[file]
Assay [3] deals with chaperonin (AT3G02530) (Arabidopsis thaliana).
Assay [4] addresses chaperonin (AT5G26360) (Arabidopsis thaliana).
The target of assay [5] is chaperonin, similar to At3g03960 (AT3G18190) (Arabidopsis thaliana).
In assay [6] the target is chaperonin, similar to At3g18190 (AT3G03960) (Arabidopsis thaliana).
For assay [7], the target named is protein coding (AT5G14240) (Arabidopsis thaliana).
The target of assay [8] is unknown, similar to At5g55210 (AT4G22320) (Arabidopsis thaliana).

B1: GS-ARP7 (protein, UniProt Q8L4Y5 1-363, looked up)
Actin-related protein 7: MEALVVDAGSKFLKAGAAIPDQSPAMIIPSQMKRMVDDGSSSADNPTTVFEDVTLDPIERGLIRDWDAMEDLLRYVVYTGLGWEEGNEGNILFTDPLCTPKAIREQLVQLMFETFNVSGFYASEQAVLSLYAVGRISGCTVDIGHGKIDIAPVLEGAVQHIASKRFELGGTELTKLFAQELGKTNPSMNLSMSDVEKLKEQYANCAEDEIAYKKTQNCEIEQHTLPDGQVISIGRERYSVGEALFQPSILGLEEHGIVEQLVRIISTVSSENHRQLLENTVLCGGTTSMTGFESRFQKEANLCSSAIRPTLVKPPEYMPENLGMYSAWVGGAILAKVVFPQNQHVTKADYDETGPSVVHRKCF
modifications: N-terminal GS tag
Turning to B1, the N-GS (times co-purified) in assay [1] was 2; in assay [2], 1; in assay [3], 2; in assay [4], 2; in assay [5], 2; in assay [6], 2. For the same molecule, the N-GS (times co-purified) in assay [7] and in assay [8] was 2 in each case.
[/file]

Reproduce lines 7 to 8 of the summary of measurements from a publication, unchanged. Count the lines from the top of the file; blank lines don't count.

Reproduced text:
B1: GS-ARP7 (protein, UniProt Q8L4Y5 1-363, looked up)
Actin-related protein 7: MEALVVDAGSKFLKAGAAIPDQSPAMIIPSQMKRMVDDGSSSADNPTTVFEDVTLDPIERGLIRDWDAMEDLLRYVVYTGLGWEEGNEGNILFTDPLCTPKAIREQLVQLMFETFNVSGFYASEQAVLSLYAVGRISGCTVDIGHGKIDIAPVLEGAVQHIASKRFELGGTELTKLFAQELGKTNPSMNLSMSDVEKLKEQYANCAEDEIAYKKTQNCEIEQHTLPDGQVISIGRERYSVGEALFQPSILGLEEHGIVEQLVRIISTVSSENHRQLLENTVLCGGTTSMTGFESRFQKEANLCSSAIRPTLVKPPEYMPENLGMYSAWVGGAILAKVVFPQNQHVTKADYDETGPSVVHRKCF